When Loyalty Trumps Truth: While Lying is Unethical, You Can be a Hero if You Buy into the Lies and
At my oldest daughter’s sweet sixteenth birthday party, I organized a dance contest. I believed my daughter was a great dancer and expected to name her the winner with an appropriate prize. But unbeknownst to me, one of her friends was a professional dancer who blew everyone away? I found myself in a quandary trying to balance loyalty to my daughter and fairness to the competitor (and the contest) and decided to be honest at the expense of my daughter’s feelings. I am not sure my daughter ever forgave me and I have carried guilt about it to this day.
In the motorcycle communities in the 70’s, there used to be this sentiment that if you couldn’t “ride” with your crew then you would just as soon die. In this cold world, there ought to be a few people in our inner circle who are our “ride or die” comrades.
In spite of the fact that Rahab was an immoral woman (a prostitute), she is one of only two women honored in Hebrews 11 as faithful and rewarded.by Joshua and the victorious Hebrews after her people were defeated and the walls of Jericho came tumbling down. She received this consideration because she betrayed her own people and lied. When the soldiers of Jericho were searching high and low for the Hebrew spies, she convinced her entire family to protect the spies and told the soldiers that the spies they were seeking had left the night before when in fact she was hiding them on her roof.
In the book: “Harboring fugitive Family Members” by Jennifer Collins, et al, they explore how the law treats people who lie to protect a family member. What should the prosecutor do when the person hiding the bank robber is the Chief of Police and the fugitive is his son?
When I read “King Lear” (Shakespeare) I identified with Cordelia. When his grown children are heaping empty praise on him, angling for favorable consideration in his will, she alone speaks frankly. “Yes, of course I love and honor you, but all the better because there’s honesty in it. Why are you impressed with the exaggeration and lies?” Now, I have to admit it, I empathize with the old fool. Is it so much to ask for people who love me to cushion the indignities of age with a little fanfare? Tell me I’m the greatest. What would it hurt?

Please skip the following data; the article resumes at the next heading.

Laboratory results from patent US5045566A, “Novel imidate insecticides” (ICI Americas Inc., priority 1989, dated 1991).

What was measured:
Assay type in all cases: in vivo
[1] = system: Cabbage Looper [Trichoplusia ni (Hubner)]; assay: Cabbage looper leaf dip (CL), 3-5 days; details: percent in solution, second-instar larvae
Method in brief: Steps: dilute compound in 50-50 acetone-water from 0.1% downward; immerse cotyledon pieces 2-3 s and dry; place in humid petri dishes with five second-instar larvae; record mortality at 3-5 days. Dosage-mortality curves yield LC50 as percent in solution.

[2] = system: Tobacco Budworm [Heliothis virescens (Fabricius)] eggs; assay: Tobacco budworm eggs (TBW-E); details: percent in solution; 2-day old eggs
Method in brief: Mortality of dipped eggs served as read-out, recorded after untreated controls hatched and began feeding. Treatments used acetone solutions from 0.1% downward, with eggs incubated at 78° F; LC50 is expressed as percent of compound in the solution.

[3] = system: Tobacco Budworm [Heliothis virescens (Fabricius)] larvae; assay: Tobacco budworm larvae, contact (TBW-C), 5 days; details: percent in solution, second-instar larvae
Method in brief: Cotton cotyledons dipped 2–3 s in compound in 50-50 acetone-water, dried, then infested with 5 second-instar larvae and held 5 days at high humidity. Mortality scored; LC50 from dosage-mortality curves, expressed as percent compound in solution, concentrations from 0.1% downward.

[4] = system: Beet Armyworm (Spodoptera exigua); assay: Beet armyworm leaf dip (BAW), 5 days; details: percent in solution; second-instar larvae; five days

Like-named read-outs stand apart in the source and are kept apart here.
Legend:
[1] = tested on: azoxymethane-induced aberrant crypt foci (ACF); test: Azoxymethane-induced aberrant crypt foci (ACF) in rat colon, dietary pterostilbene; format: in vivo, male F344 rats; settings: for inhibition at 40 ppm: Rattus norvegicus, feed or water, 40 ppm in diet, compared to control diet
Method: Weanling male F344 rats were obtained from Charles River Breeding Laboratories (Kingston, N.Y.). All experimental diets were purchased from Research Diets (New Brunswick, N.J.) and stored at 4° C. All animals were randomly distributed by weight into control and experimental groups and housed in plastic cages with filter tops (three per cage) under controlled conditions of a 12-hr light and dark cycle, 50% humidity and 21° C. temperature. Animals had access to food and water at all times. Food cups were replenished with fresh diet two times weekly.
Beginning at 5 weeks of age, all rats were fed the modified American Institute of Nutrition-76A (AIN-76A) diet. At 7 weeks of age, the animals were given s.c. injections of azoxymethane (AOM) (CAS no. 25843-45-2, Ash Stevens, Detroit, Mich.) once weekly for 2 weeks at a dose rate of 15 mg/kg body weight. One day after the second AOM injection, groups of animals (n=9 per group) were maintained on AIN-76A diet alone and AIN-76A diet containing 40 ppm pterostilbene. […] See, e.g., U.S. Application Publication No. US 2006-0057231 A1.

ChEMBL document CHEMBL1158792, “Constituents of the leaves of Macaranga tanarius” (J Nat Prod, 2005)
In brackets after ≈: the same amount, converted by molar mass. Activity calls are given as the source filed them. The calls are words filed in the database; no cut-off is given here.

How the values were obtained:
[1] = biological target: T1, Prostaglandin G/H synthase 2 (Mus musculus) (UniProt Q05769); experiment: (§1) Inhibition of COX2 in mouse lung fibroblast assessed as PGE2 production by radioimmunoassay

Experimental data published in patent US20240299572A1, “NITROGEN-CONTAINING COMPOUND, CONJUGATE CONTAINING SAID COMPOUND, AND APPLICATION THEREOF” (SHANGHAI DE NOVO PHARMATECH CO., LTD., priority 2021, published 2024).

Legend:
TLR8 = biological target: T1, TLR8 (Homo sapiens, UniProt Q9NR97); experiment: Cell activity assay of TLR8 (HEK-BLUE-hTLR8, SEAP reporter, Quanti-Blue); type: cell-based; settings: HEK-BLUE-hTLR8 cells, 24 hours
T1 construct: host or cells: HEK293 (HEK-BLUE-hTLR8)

I once read a newspaper story from a distant country where loyalty to family was a high value, so when the Judge found his sister guilty of a crime for which there were ample evidence, the entire community ostracized him (including the victims of his sister’s crimes) for disloyalty to his family. “How could you send your own sister to prison?”
On the show “Sports Night,” Felicity Huffman’s character is a sports journalist whose brother is an up-and-coming baller. When her news team catches him doping, she is devastated. He has compromised her by association. In the end, he does come clean about the steroids, but she also chooses to stand with him as he seeks redemption. This is, I believe, the American work-around on questions of loyalty. Show “tough love” to our loved ones who err. Fight with them “on the side of their better angels.” Huffman suffered mightily when she engaged in an elaborate web of lies to try to get her child into a college program. She might well have heeded the moral lesson of her fictional character.
Do you tell the truth and risk alienation from those you love or preserve your relationships by lying? Our “tribe”, however you want to define them, demands loyalty, but often, loyalty requires deceit by pretending to believe something you know is a lie or overlooking a friend’s bad behavior.
Out of loyalty, would you be willing to continue working for an employer who treat customers unkindly or even place the lives of others at risk with unsafe products such as oxycodone? Do you help to hide a politician’s secret payments under the table because he does favors for you? Do you go along with it when the coach of your team cheats to win the big game? Do you subscribe to the principle that those I love can do no wrong, those I hate can do no right?
Suppose a grown son witnessed his father committing a heinous murder and the father says: “If you are not with me all the way, you are against me. Loyalty isn’t grey. It’s black and white. If you are loyal, it means you are willing to side with me, lie for me, stand up for me and accept my version of the truth. If we are kin, you are willing to do whatever is necessary for your family. Son, we all do bad things and we depend on family and friends to get out of these situations by any means necessary. Our strength is in our loyalty to each other. You have a moral imperative to act in the best interests of your family. By not lying, you will pay a terrible price because you will forever have the reputation of being a snitch and I, for one, will never speak to you again. If you crack and go against me, it won’t be long before you will need one of us to lie and do what is necessary to save your ass. When it comes down to protecting your family, loyalty trumps everything. Can I count on you?”
Does that sound familiar? Could your conscience live with that rule? Does loyalty always trump truth and honesty? Would your response be: “Dad, Loyalty to an unjust cause is a perversion that I am NOT willing to live with?” What if the son had seen his father with another woman? To whom should the son’s loyalty be entrusted?
“Loyalty to the family must be merged into loyalty to the community, loyalty to the community into loyalty to the nation, and loyalty to the nation into loyalty to mankind. The citizen of the future must be a citizen of the world.” – Thomas Cochrane
While loyalty is important, there must be a line you are unwilling to cross. I trust that Thomaston is a forward-looking city where kindness, truth, inclusiveness and respect for each other prevail---even when there is a price to be paid.